Gun Safety Switch

The Gun Safety Switch – Your First Line of Defense

Firearms safety and regulations have come a long way these days as both the manufacturers and the Government have started taking this issue seriously. Nowadays, you will rarely find a weapon, whether it is a handgun or a rifle, without a built-in safety mechanism to prevent accidental discharge.

This is great news for self-defense buffs, as this means you can expect a primary level of safety with any handgun you buy from the market. But not many people understand how a gun safety switch works. There are, in fact, a decent number of safety designs that you can find on a handgun.

The safety design used in a certain weapon depends on the manufacturer and the type of the gun. But as a gun owner, you must know about the different designs that are available so that you can take full advantage of these elements.

In this article, we will give you a quick rundown of everything you need to know about the gun safety switch so that you can better ensure the safety of yourself and others around you.

Types of Handgun Safeties

Since most civilians who choose to own a firearm go for handguns, we will focus solely on the safety mechanisms that you find on this type of weapon. In a handgun, you can typically find any of the five different safety mechanisms.

Here is a thorough discussion of each of these safety switches.

Manual Safety

When speaking of gun safety switch, the element that most people refer to is manual safety. This is the most common form of gun safety mechanism, and these days, almost all modern pistols come with manual safety switches. This comes in the form of a lever that rests at the end of the gun chamber near your thumb when you grip the gun.

The switch can be set on or off, and sometimes, there are markings on the side of the lever to indicate the on or off positions. However, if your weapon does not come with any indicator, you need to look at the lever itself. If the lever is parallel to the gun chamber, it means the safety is engaged, and the gun will not fire.

Inversely, if the lever rests along the side perpendicular to the gun chamber, the gun is hot and ready to fire. Although this is true for most guns, there are a few that opt to go the other way. So it is important to know your gun before you start messing around with it.

This type of safety mechanism is known as active safety which means you need to actively control the state of your gun. The engaging or disengaging of the lock relies on the user’s hand.

Grip Safety

The grip safety is a passive form of safety that engages automatically when you are not gripping the gun. It comes in the form of a dip switch that goes along the grip of the gun. When you hold the gun naturally, the switch gets pressed, and your pistol safety gets disengaged, allowing you to fire a shot when you want.

This is also a manual safety trigger, and some claim that it is the best of the bunch since you do not need to worry about the position of the lever with this design. When you let go of your gun, the safety engages automatically, and the gun cannot be fired anymore.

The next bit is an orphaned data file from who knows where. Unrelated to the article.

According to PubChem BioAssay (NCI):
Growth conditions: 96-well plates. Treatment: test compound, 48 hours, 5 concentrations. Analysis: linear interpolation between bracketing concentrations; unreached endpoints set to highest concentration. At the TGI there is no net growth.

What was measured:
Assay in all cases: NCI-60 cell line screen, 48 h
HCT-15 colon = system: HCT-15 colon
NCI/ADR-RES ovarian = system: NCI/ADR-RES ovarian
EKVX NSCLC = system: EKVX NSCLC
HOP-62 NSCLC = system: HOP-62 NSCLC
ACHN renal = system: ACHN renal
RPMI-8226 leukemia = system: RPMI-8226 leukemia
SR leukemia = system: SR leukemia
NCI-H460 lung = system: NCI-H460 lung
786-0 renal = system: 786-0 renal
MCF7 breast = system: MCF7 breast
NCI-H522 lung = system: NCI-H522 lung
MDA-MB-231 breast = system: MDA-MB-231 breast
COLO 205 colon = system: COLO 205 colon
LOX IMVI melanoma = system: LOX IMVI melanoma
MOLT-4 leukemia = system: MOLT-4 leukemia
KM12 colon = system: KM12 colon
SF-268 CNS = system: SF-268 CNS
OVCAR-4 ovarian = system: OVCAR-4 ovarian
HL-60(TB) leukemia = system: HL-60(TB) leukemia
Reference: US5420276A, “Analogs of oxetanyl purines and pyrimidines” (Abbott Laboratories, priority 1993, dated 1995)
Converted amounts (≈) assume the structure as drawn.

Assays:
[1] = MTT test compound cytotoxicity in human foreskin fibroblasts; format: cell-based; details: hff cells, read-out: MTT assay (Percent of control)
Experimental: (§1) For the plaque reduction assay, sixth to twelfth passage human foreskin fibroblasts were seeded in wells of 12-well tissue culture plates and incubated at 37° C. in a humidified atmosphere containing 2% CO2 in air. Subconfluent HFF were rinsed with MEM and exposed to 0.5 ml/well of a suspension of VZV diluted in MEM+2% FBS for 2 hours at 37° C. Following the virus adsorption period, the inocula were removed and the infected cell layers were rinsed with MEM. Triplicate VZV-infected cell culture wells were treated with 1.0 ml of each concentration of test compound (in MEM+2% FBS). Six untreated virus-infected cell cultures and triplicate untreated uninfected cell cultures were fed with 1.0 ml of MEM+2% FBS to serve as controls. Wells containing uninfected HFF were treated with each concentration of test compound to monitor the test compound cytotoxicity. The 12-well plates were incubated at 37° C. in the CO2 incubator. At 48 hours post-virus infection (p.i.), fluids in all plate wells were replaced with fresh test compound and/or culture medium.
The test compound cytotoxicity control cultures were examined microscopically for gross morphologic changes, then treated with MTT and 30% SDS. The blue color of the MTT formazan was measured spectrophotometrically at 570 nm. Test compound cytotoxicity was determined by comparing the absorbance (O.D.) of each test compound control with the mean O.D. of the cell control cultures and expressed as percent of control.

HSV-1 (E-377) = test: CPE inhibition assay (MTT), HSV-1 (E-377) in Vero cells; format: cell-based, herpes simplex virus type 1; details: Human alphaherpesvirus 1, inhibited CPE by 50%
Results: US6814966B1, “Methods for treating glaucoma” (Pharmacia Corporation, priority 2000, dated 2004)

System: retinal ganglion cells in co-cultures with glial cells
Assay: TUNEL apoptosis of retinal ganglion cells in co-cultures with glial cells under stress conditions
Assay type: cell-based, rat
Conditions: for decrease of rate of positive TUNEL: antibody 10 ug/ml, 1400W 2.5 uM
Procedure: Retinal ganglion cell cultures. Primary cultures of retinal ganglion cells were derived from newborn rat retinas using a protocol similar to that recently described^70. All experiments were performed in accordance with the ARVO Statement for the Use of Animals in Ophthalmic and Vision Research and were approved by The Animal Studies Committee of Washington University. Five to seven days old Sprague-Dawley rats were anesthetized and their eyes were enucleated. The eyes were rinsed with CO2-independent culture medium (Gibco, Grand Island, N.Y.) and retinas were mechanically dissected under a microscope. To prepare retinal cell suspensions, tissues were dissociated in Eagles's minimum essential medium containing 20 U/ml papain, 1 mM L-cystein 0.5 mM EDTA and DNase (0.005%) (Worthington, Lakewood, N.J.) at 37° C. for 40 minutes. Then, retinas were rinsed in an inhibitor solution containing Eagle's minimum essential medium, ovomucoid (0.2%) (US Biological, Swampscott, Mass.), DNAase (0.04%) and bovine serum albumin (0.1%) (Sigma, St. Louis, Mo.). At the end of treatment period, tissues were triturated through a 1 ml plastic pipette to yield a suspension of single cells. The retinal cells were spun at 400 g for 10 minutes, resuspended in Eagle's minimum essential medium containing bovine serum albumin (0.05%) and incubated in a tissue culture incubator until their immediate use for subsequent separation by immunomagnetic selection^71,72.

1911-type handguns popularly use this type of safety design. The P7 series by Heckler & Koch is another example of firearms that use grip safety designs.

Drop Safety

Drop safety is a passive form of the gun safety switch. With this type of safety mechanism, usually, the trigger removes an obstacle that is otherwise placed to obstruct the gun from firing. This design ensures that the gun will not fire if you accidentally drop it.

Some states like California take drop safety very seriously. As a result, all the firearms sold and distributed in the state must have drop safeties enabled. Since it is a passive safety, it is always engaged, and you cannot disengage it unless you are firing the gun.

Even if your state allows guns without drop safety, it might be a good idea to always check for this design. Guns that have the risk of discharging accidentally when dropped are always a safety hazard.

Firing Pin Block

This type of safety switch is not much of a switch but rather a mechanical block. Typically, you find this system only in semi-automatic handguns, but these days some revolvers are also using it.

With this safety system, the path of the firing pin is obstructed with a block that clears as you press down on the trigger. This prevents accidental discharge drastically as you cannot fire the shot unless you manually pull the trigger yourself. Similar to drop safety, this is a passive safety switch.

Hammer Block

The final safety mechanism that you will find in a handgun is the hammer block. In principle, it is almost the same as a firing pin block, meaning that there is an obstruction that prevents the travel path of the firing pin. However, this is more common on revolvers instead of semi-automatic pistols.

This is also a passive safety system, and when you press the trigger, it disengages automatically. The entire process is automated.

Final Thoughts

As you can see, firearm safety has come a long way. Most handguns for domestic purchase usually come with a few safety measures built-in to protect the user from accidental discharge.

However, it is not a good idea to rely solely on the safety mechanism of the weapon when it comes to keeping your guns secure. As a responsible gun owner, you should always think about investing in a gun safe.

We hope our article on the gun safety switch could help you get a cleared concept on the subject.

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